Simon, T.G., Trejo, M.E., Zeb, I., Frazier-Wood, A.C., McClelland, R.L., Chung, R.T., Budoff, M.J. 2017. Coffee consumption is not associated with prevalent subclinical cardiovascular disease (CVD) or the risk of CVD events, in nonalcoholic fatty liver disease: Results from the multi-ethnic study of atherosclerosis. Metabolism. 75:1-5. https://doi.org/10.1016/j.metabol.2017.06.007.
Ugalde, M., Brand, L., Beltran, A., Dadabhoy, H., Chen, T.A., O'Connor, T.M., Hughes, S.O., Baranowski, T., Buday, R., Nicklas, T.A., Baranowski, J. 2017. Mommio's recipe box: Assessment of the cooking habits of mothers of preschoolers and their perceptions of recipes for a video game. JMIR Serious Games. 5(4):e20. https://doi.org/10.2196/games.8142.
Moreno, J.P., Vezina-Im, L.A., Vaughan, E.M., Baranowski, T. 2017. Impact of child summertime obesity interventions on body mass index, and weight-related behaviours: A systematic review and meta-analysis protocol. BMJ Open. 7(10):e017144. http://dx.doi.org/10.1136/bmjopen-2017-017144.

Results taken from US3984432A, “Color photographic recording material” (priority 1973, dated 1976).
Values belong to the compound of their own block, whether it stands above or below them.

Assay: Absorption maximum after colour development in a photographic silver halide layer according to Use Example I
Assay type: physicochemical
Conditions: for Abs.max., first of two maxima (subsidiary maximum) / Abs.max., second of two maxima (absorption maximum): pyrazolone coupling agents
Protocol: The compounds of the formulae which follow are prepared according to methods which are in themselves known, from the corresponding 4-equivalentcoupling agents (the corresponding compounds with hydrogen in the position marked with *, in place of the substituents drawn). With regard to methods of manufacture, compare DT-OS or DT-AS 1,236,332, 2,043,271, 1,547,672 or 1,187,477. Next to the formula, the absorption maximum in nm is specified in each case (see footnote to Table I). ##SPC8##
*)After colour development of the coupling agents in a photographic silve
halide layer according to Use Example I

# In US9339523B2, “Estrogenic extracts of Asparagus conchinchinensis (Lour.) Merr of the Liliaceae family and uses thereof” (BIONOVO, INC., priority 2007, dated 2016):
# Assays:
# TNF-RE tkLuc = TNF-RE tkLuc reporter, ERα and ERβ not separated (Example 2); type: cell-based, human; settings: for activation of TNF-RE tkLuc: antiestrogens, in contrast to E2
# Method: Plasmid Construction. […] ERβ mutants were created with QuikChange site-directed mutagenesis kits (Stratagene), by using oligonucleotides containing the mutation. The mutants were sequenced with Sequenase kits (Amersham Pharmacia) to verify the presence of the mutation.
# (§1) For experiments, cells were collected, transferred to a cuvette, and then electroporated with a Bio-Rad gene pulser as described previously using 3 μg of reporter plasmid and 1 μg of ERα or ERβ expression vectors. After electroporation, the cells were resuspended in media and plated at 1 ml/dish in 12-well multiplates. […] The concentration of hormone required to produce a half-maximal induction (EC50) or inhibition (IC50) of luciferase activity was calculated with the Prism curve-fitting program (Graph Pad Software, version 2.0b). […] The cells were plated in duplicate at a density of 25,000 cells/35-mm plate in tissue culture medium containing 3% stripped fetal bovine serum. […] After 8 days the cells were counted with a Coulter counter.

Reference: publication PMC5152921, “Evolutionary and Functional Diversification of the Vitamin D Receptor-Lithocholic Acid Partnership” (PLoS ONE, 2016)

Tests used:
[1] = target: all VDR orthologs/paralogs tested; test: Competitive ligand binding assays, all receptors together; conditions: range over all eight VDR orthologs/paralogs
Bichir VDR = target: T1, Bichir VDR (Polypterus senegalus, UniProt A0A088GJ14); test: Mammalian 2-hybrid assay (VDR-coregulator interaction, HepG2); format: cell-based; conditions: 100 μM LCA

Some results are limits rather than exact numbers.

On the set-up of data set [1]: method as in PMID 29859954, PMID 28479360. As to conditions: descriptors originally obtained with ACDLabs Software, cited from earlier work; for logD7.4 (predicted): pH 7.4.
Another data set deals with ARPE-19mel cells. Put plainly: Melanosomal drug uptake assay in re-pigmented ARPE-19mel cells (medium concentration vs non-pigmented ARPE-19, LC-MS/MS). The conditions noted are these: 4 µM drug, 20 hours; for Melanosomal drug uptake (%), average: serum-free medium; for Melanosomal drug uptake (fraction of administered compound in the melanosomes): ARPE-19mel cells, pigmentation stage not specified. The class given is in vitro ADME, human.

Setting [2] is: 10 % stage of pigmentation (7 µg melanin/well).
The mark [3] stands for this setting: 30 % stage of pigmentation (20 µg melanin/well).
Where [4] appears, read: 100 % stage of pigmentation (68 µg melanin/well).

Chen, H., Cade, B.E., Gleason, K.J., Bjonnes, A.C., Stilp, A.M., Sofer, T., Conomos, M.P., Ancoli-Israel, S., Arens, R., Azarbarzin, A., Bell, G.I., Below, J.E., Chun, S. Evans, D.S., Ewert, R., Frazier-Wood, A.C., Gharib, S.A., Haba-Rubio, J., Hagen, E. W., Heinzer, R., Hillman, D. R., Johnson, W.C., Kutalik, Z., Lane, J.M., Larkin, E.K., Lee, S.K., Liang, J., Loredo, J.S., Mukherjee, S., Palmer, L.J., Papanicolaou, G.J., Penzel, T., Peppard, P.E., Post, W.S., Ramos, A. R., Rice, K., Rotter, J. I., Sands, S.A., Shah, N.A., Shin,C., Stone, K.L., Stubbe, B., Sul, J.H., Tafti, M., Taylor, K.D., Teumer, A., Thornton, T.A., Tranah, G.J., Wang, C., Wang, H., Warby, S.C., Wellman, D.A., Zee, P.C., Hanis, C.L., Laurie, C.C., Gottlieb, D.J., Patel, S.R., Zhu, X., Sunyaev, S.R., Saxena, R., Lin, X., Redline, S. 2017. Multi-ethnic meta-analysis identifies RAI1 as a possible obstructive sleep apnea related quantitative trait locus in men. American Journal of Respiratory Cell and Molecular Biology. https://doi.org/10.1165/rcmb.2017-0237OC.